I feel the burn of the rope over my shoulder lessen and the weight of the barge I tow easing as it navigates more easily on its travel through the stars.  I thought I was here just to help her maintain, to be comfortable, to keep her health balanced so that her end would be easier.  I didn’t know the journey would also be about me letting go.  I had no idea it would be about finding new ways to communicate.  I couldn’t see that it would be about accepting Mother’s weaknesses while remembering to recognize her strengths.  I had to learn this journey is not really about Mother, it’s about me.  What I will learn.  Who I will be.  Who I will look like after she’s gone. Relieved?  Worn down?  Blossomed into a new inner beauty?  That’s the one I’d like to choose.  Only God can get me there and thankfully He’s pulling this barge with me.

Shining Star

image source:uww.edu

image source:uww.edu

I read somewhere that scientists equate the universe to the ticking of a big clock whose mechanism is losing energy, winding down to a stop.  They give it complex explanations of thermodynamics, entropy and kinetic energy, but essentially, the universe began with a fixed amount of energy and in every second of the millennia, that energy is being used and will not be refueled.  So, the stars are burning out, giving off their heat as they become unavailable energy and the universe will go dark and cold and dead.

You and I, we’re finite, begun by the creative power of the sperm fertilizing the egg and once planted, all factors being correct, the little seed grows until it must burst forth from the womb, then nurtured and cared for, the little life grows into adulthood.  We’re refueled to some degree along the way by sleep and food but there is a point at which our life’s clock begins its winding down and the once smooth skin in its blush of youth and beauty ever moves on to a yellow/grayish pallor, deeply lined and creased, our bones and muscles achy and creaky, our organs losing their ability to function and in the end, we lie in the coffin inert, powerless, done, finished, gone.

Some things about the way we grow and then wind down seem a little bizarre, I mean really, why would a creator make your eyes at birth about 2/3rds their adult size and have them stop growing sometime in your late teens or early twenties, but make your ears and nose so that they just keep on and keep on growing?  Now that’s weird, right?  I mean you’ve seen those old people with really big noses and ears, haven’t you?  Like, how attractive is that?  And what about all that old people ear and nose hair that somebody should trim?  Creepy.  Maybe that’s just God’s sense of humor.

We have all this wound up energy in the beginning and we take in sustenance and the growth is fueled into muscles and strength and we’re taught to harness that power.  People once believed one should harness their resources to create beauty, build great buildings or expansion bridges or city infrastructures or rockets that fly out into space or develop the technology to live on the bottom of the ocean; and all these great advances took energy and creativity and hard work and had to be funded at great expense by someone who had worked hard to create immense wealth.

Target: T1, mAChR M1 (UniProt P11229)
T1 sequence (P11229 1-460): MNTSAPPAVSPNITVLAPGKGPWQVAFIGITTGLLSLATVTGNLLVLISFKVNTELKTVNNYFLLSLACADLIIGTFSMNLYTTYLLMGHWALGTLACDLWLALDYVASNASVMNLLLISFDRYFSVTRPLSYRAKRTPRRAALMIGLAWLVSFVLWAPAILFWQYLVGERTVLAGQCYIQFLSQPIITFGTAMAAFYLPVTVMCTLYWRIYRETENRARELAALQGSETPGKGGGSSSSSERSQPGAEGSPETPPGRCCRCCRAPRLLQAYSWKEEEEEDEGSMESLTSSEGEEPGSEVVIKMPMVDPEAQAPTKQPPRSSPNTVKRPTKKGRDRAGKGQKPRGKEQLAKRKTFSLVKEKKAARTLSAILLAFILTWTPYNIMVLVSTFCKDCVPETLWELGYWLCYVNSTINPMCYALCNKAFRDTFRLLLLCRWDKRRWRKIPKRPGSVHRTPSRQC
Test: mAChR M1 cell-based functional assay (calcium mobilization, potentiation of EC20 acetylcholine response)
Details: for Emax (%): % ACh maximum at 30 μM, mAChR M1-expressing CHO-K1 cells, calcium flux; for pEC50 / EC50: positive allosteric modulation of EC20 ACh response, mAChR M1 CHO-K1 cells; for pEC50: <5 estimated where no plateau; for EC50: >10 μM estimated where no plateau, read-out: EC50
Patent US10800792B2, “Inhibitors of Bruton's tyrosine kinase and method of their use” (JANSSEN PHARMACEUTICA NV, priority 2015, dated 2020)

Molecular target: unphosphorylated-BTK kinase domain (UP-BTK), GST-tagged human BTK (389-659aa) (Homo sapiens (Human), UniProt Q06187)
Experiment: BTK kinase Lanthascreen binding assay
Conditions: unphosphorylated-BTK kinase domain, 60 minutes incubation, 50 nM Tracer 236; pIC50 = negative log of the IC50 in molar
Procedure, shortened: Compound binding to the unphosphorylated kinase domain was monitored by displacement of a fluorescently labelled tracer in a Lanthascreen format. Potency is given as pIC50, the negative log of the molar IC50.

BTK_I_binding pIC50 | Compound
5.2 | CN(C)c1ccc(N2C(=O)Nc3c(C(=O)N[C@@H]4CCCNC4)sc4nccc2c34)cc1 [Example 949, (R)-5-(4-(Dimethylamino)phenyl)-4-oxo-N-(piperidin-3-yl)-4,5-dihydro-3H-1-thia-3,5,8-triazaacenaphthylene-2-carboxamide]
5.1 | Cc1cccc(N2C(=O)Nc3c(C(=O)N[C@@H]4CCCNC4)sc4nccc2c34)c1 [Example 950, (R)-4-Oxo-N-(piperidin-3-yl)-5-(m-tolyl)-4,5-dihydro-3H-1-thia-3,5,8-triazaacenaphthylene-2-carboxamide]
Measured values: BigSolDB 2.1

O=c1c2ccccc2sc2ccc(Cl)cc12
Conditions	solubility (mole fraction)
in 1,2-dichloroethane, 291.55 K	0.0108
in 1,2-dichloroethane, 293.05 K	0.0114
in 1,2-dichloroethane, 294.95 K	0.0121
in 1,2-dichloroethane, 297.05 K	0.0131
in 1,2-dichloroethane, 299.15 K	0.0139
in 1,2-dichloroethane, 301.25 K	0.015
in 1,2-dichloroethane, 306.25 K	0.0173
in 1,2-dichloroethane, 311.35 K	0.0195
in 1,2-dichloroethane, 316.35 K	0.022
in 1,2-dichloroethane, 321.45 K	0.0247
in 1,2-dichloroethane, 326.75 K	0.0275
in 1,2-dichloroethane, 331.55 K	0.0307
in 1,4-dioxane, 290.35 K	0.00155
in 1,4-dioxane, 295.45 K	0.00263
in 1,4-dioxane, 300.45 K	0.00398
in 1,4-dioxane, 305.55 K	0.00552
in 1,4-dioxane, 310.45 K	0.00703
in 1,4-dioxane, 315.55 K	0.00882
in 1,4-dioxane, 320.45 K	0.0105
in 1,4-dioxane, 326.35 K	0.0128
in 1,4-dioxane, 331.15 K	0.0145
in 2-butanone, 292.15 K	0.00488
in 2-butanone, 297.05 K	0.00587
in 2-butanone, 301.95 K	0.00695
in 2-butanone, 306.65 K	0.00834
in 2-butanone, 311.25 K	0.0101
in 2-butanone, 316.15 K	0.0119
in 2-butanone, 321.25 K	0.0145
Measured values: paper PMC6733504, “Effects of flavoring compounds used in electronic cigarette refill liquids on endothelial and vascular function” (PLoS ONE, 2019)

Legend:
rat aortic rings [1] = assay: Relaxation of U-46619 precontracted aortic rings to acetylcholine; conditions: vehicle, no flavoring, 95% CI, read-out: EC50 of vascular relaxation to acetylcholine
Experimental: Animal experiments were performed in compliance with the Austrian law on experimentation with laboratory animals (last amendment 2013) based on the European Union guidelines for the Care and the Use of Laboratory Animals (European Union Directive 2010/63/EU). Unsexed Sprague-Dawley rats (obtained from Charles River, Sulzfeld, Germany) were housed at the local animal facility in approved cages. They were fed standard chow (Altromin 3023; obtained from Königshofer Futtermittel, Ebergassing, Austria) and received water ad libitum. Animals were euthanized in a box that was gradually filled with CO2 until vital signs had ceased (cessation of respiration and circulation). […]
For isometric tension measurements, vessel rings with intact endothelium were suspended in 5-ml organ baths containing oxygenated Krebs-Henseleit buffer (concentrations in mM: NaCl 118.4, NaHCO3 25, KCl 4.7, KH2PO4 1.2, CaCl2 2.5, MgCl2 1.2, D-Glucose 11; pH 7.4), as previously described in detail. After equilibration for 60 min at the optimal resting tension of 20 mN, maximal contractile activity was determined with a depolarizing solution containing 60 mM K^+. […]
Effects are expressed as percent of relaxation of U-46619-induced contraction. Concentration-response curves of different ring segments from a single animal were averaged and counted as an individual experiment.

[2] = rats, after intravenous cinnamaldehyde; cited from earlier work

At least at one time that was the goal.  Now, I’m not so sure.  We seem more takers than givers these days.  The wound up energy that believed we could dominate nature and could create great societies, could build a tower of babble, could reach the moon, could triumph over all disease and inequality and oppression; is that energy gone?  Expended to never return?

You might not think so when you look around.  I mean, nearly everyone you see has the latest technology in their ear bud, at their fingertips with ipads, ipods, iphones.  We’ve all got cell phone chargers and microwaves and cars that could go fast were it not for traffic.  We’ve got what we need to thrive in a modern world, right?  To make that world better, agreed?  I wonder.

image source:WilliamWilberforce.the marginalized.com

image source:WilliamWilberforce.the marginalized.com

And what did William Wilberforce have in the late 1780’s until his death in 1832 to use to fight against human slavery?  Consider this, packaged toilet paper wasn’t even available until about twenty-five years after he died.  I’m not sure I could conquer the world without toilet paper.  How about you?  That didn’t stop Wilberforce.  He had that life force, the wound up energy we’re all born with and he harnessed it until his force ran out at age 74.  Perhaps more to the point was not when he lived and what advantages or disadvantages he lived with, but that he had a purpose, a goal, a great driving force that told him it was wrong for one person to own another person as a slave.  Not that his convictions were easy.  He came up against a huge money-making machine that fought long and hard to keep its power and control, but eventually, the rightness of his cause won out and on his death-bed, his bill to end slavery in the British Empire was passed.  It became effective throughout the empire about a year after he died.  Talk about energy living on, the purpose of Wilberforce’s beliefs lives on today.

image source:scienceblogs

image source:scienceblogs

Without a great purpose, what’s the point of my life’s energy?  I will go dark at some point.  You will go dark.  Maybe the burning out stars are a clue.  They light up the sky; their very existence means at one point their energy began and they fulfilled their purpose.  Are we not the same?  Created with a life force?  The challenge is to find my purpose, do my creating, change my world as I go along.  Take the risk to search for meaning, for reason to be.  Become the Wilberforce in my part of the universe.  Be that shining star.